“Each executive, at their own time, begins to contemplate when the baton of leadership should be passed and personal retirement from the daily leadership responsibilities of the office should occur. My wife Karen and I have actively prayed about this decision for several months. As the personal sense of rightness of this decision began to solidify in my heart and mind, I decided this is the right time to inform the KBF Board of Directors of my intent to retire from my position one year from now.”

Mr. Carnes noted that he had “a great sense of satisfaction to report that the KBF is in a healthy relationship position with the Kentucky Baptist Convention and its churches. I discerned soon upon my beginning this most current tour of service with the KBF, that these relationships would be my primary task and the focus of my energies. The leadership of the KBF Board of Directors and the KBC have been a vital part of this effort and I’m confident they feel we’ve advanced the mission of the Foundation. “

Carnes emphasized that “the KBF is blessed to have in place, a solid staff of professionals that foster a wonderful atmosphere of collegiality with each other and a commitment to serve every one of our clients in a Christ-honoring way. I have been honored to be their colleague. Please pray with them and for them as they too walk through this time of transition. The Foundation is also very fortunate to have the benefit of the wise counsel of our long tenured corporate legal counsel, Randy Gibson, and the long-standing professional services of our other external vendors that provide great operational stability.”

KBF board Chair, Charles Barnes, stated that “Richard Carnes was indeed God’s man for this era in the history of KBF’s ministry to Kentucky Baptists. The Kentucky Baptist Foundation, thanks to Richard Carnes’ leadership, is positioned to have a strong impact in providing resources for KBC missions and ministries.”

The KBF Executive Committee will serve as the Search Committee for Carnes’ successor. Information about how to submit a recommendation or application will be announced soon.

Thursday, June 20, 2019

Your Christian Legacy


By: Richard Carnes

Your legacy – have you ever thought about what that will be? Most of us would like to make a difference in the lives of our loved ones and the ministries important to us. We take steps to make sure they will be taken care of when we are no longer here on this earth. We have the opportunity to provide this care by putting plans in place through proper planning of our financial estate. But have you also thought about memorializing your Christian faith through the written statement of your last will and testament?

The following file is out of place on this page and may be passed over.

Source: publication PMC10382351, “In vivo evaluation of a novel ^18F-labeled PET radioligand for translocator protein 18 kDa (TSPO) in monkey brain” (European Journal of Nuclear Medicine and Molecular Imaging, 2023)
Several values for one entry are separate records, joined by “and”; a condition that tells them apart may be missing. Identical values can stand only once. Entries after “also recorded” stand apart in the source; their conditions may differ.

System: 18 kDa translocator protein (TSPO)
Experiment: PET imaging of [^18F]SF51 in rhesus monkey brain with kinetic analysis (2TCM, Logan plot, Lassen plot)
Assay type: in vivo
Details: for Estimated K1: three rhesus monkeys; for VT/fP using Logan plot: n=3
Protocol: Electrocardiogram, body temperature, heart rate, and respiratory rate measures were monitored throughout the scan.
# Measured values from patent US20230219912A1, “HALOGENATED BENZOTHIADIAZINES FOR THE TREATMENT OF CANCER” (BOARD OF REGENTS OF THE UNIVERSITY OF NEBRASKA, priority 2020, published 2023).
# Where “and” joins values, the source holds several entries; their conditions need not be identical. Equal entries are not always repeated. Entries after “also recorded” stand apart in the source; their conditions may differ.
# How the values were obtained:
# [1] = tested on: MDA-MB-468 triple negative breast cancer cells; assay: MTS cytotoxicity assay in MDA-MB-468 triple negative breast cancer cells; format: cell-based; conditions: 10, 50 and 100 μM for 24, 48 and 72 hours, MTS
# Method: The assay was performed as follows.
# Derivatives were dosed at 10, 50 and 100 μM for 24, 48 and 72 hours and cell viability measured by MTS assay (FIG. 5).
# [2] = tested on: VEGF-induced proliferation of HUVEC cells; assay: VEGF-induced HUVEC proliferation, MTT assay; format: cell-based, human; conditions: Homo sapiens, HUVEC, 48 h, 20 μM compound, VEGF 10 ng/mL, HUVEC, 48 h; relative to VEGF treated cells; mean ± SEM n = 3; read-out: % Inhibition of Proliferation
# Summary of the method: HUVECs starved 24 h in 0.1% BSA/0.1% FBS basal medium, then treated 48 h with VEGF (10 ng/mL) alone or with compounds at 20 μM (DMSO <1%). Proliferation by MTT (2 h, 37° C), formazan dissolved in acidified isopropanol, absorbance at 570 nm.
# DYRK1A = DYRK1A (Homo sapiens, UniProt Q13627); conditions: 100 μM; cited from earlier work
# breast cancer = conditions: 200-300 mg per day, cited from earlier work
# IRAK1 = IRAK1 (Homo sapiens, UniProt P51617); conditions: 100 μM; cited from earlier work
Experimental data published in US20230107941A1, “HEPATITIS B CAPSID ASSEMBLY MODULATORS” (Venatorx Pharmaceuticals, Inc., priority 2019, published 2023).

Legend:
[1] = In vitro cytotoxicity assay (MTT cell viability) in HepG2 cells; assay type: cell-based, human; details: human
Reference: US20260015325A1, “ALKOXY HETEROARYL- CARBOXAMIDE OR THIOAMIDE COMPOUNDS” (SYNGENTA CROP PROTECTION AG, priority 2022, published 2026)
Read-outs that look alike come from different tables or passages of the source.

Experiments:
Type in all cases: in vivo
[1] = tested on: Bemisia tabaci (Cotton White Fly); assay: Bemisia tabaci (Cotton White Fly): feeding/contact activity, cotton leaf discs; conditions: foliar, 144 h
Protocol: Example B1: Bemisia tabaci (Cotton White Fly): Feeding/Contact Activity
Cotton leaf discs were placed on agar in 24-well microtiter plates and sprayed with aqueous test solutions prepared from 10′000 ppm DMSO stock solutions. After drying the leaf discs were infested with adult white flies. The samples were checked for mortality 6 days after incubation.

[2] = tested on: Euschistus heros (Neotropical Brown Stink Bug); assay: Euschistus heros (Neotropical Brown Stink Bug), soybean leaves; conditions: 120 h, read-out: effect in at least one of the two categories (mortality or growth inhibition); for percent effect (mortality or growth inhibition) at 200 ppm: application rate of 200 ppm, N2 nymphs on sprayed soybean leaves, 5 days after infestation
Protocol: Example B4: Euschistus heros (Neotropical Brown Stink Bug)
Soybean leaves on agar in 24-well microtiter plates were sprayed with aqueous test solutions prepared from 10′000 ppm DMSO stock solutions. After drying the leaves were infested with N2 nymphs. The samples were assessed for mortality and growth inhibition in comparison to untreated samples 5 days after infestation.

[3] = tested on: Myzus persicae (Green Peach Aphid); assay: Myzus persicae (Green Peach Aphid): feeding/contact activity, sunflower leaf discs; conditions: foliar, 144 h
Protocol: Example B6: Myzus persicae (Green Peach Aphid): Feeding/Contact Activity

Estate documents can present a wonderful opportunity to leave behind a written testimony of your faith in Christ. Evangelist Dwight L. Moody’s Will contained this great example as a lasting expression of his eternal confidence in Christ. “You may have heard that I died. Nothing could be further from the truth. I am alive and well, enjoying the presence of God for eternity. It’s my hope that you will take great joy in my recent promotion. It’s also my prayer and request that if you haven’t discovered the truth about God sending His son to die on the cross so that none should perish, you will seek His truth with great urgency as a personal favor to me.” Another enduring, clear statement was left by Patrick Henry, one of America’s Founding Fathers, who said, “If I had all the goods this world can offer but had not faith in Christ, I would amongst all men be poor indeed.”

You can create your own letter to loved ones, affirming and encouraging them. Consider joining the many Christians who, as a part of their estate planning, have made such statements either by incorporating them into the text of their planning documents, or in letters to be found with their documents following their deaths. Such statements would be a your positive witness of the importance of going the distance in trusting Christ, to those loved ones you leave behind.

Richard Carnes is president of the Kentucky Baptist Foundation, P O Box 436389, Louisville, KY 40253; www.KYBaptistFoundation.org

The information in this article is provided as general information and is not intended as legal or tax advice. For advice and assistance in specific cases, you should seek the advice of an attorney or other professional adviser.